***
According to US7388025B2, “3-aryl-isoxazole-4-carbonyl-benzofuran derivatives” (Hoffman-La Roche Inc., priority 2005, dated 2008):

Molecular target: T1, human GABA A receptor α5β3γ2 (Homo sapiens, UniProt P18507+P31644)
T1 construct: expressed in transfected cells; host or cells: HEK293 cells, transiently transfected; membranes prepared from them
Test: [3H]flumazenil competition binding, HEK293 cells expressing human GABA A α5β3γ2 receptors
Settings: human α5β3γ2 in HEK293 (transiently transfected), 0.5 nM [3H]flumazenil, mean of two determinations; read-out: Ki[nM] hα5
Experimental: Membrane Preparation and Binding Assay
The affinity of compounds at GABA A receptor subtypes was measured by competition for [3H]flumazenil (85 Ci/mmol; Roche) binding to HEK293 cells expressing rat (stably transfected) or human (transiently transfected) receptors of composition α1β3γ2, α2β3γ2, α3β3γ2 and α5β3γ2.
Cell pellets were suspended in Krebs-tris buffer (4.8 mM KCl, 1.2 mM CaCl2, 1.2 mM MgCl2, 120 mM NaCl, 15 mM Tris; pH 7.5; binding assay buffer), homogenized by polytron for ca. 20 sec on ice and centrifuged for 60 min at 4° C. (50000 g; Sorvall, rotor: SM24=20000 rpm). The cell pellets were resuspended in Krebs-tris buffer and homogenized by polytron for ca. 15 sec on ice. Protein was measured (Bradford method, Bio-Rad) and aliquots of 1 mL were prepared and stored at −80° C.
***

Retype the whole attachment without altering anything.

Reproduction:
According to US7388025B2, “3-aryl-isoxazole-4-carbonyl-benzofuran derivatives” (Hoffman-La Roche Inc., priority 2005, dated 2008):

Molecular target: T1, human GABA A receptor α5β3γ2 (Homo sapiens, UniProt P18507+P31644)
T1 construct: expressed in transfected cells; host or cells: HEK293 cells, transiently transfected; membranes prepared from them
Test: [3H]flumazenil competition binding, HEK293 cells expressing human GABA A α5β3γ2 receptors
Settings: human α5β3γ2 in HEK293 (transiently transfected), 0.5 nM [3H]flumazenil, mean of two determinations; read-out: Ki[nM] hα5
Experimental: Membrane Preparation and Binding Assay
The affinity of compounds at GABA A receptor subtypes was measured by competition for [3H]flumazenil (85 Ci/mmol; Roche) binding to HEK293 cells expressing rat (stably transfected) or human (transiently transfected) receptors of composition α1β3γ2, α2β3γ2, α3β3γ2 and α5β3γ2.
Cell pellets were suspended in Krebs-tris buffer (4.8 mM KCl, 1.2 mM CaCl2, 1.2 mM MgCl2, 120 mM NaCl, 15 mM Tris; pH 7.5; binding assay buffer), homogenized by polytron for ca. 20 sec on ice and centrifuged for 60 min at 4° C. (50000 g; Sorvall, rotor: SM24=20000 rpm). The cell pellets were resuspended in Krebs-tris buffer and homogenized by polytron for ca. 15 sec on ice. Protein was measured (Bradford method, Bio-Rad) and aliquots of 1 mL were prepared and stored at −80° C.